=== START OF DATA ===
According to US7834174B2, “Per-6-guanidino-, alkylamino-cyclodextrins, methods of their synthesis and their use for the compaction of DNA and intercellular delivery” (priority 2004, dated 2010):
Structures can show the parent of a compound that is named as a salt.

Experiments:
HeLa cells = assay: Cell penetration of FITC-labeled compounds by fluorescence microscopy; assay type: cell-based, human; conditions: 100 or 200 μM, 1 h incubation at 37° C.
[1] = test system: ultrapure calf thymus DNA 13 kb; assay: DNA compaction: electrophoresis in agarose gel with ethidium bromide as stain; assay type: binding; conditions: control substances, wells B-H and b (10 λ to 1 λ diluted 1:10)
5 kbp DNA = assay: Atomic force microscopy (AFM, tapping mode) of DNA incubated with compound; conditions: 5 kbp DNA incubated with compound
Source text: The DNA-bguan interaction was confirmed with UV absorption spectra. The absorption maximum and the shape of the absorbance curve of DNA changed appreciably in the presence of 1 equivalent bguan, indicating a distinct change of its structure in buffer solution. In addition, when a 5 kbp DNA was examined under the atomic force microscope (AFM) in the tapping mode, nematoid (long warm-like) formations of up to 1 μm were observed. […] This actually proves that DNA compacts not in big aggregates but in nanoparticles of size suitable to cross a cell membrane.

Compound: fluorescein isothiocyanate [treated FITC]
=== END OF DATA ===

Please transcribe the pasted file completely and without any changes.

According to US7834174B2, “Per-6-guanidino-, alkylamino-cyclodextrins, methods of their synthesis and their use for the compaction of DNA and intercellular delivery” (priority 2004, dated 2010):
Structures can show the parent of a compound that is named as a salt.

Experiments:
HeLa cells = assay: Cell penetration of FITC-labeled compounds by fluorescence microscopy; assay type: cell-based, human; conditions: 100 or 200 μM, 1 h incubation at 37° C.
[1] = test system: ultrapure calf thymus DNA 13 kb; assay: DNA compaction: electrophoresis in agarose gel with ethidium bromide as stain; assay type: binding; conditions: control substances, wells B-H and b (10 λ to 1 λ diluted 1:10)
5 kbp DNA = assay: Atomic force microscopy (AFM, tapping mode) of DNA incubated with compound; conditions: 5 kbp DNA incubated with compound
Source text: The DNA-bguan interaction was confirmed with UV absorption spectra. The absorption maximum and the shape of the absorbance curve of DNA changed appreciably in the presence of 1 equivalent bguan, indicating a distinct change of its structure in buffer solution. In addition, when a 5 kbp DNA was examined under the atomic force microscope (AFM) in the tapping mode, nematoid (long warm-like) formations of up to 1 μm were observed. […] This actually proves that DNA compacts not in big aggregates but in nanoparticles of size suitable to cross a cell membrane.

Compound: fluorescein isothiocyanate [treated FITC]